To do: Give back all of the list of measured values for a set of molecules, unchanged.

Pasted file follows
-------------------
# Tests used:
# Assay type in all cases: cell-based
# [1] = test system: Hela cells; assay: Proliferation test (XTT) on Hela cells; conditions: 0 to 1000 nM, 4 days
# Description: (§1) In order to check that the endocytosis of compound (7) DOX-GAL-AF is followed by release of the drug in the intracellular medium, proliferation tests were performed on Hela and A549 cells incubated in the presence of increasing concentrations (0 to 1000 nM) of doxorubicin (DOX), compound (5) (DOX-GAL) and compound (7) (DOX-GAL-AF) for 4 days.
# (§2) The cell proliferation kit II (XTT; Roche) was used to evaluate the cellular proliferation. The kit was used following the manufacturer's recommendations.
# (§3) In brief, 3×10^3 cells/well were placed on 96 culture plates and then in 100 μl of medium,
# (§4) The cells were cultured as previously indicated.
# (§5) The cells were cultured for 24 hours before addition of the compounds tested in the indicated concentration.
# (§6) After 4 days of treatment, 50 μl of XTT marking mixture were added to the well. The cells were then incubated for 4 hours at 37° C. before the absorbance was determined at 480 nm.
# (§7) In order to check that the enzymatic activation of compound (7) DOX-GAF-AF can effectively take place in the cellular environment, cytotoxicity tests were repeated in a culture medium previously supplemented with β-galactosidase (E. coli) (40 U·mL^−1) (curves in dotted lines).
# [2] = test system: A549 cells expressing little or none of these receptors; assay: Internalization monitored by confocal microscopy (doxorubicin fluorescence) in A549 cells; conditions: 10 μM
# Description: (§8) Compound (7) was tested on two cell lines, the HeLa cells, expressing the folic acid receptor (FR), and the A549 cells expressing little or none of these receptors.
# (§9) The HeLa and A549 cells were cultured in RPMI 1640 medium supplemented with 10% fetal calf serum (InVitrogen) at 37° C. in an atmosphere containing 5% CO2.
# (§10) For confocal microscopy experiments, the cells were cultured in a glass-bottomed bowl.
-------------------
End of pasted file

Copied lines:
# Tests used:
# Assay type in all cases: cell-based
# [1] = test system: Hela cells; assay: Proliferation test (XTT) on Hela cells; conditions: 0 to 1000 nM, 4 days
# Description: (§1) In order to check that the endocytosis of compound (7) DOX-GAL-AF is followed by release of the drug in the intracellular medium, proliferation tests were performed on Hela and A549 cells incubated in the presence of increasing concentrations (0 to 1000 nM) of doxorubicin (DOX), compound (5) (DOX-GAL) and compound (7) (DOX-GAL-AF) for 4 days.
# (§2) The cell proliferation kit II (XTT; Roche) was used to evaluate the cellular proliferation. The kit was used following the manufacturer's recommendations.
# (§3) In brief, 3×10^3 cells/well were placed on 96 culture plates and then in 100 μl of medium,
# (§4) The cells were cultured as previously indicated.
# (§5) The cells were cultured for 24 hours before addition of the compounds tested in the indicated concentration.
# (§6) After 4 days of treatment, 50 μl of XTT marking mixture were added to the well. The cells were then incubated for 4 hours at 37° C. before the absorbance was determined at 480 nm.
# (§7) In order to check that the enzymatic activation of compound (7) DOX-GAF-AF can effectively take place in the cellular environment, cytotoxicity tests were repeated in a culture medium previously supplemented with β-galactosidase (E. coli) (40 U·mL^−1) (curves in dotted lines).
# [2] = test system: A549 cells expressing little or none of these receptors; assay: Internalization monitored by confocal microscopy (doxorubicin fluorescence) in A549 cells; conditions: 10 μM
# Description: (§8) Compound (7) was tested on two cell lines, the HeLa cells, expressing the folic acid receptor (FR), and the A549 cells expressing little or none of these receptors.
# (§9) The HeLa and A549 cells were cultured in RPMI 1640 medium supplemented with 10% fetal calf serum (InVitrogen) at 37° C. in an atmosphere containing 5% CO2.
# (§10) For confocal microscopy experiments, the cells were cultured in a glass-bottomed bowl.